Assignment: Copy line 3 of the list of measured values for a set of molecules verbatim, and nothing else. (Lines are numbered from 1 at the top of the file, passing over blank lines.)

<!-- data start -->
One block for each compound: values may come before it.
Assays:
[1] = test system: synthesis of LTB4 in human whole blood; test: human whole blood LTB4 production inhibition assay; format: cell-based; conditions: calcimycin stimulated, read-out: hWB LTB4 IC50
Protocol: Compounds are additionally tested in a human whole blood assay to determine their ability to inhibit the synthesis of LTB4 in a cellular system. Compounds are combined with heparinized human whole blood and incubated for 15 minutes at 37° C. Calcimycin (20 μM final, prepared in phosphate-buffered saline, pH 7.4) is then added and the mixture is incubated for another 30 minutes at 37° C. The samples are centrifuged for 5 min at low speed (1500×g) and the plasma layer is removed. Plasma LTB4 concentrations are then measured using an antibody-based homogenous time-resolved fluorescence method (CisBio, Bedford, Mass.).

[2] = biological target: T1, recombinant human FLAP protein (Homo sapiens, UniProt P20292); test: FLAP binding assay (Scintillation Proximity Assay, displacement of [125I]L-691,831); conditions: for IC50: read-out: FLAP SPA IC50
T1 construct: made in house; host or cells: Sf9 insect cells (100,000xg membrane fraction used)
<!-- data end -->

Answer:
[1] = test system: synthesis of LTB4 in human whole blood; test: human whole blood LTB4 production inhibition assay; format: cell-based; conditions: calcimycin stimulated, read-out: hWB LTB4 IC50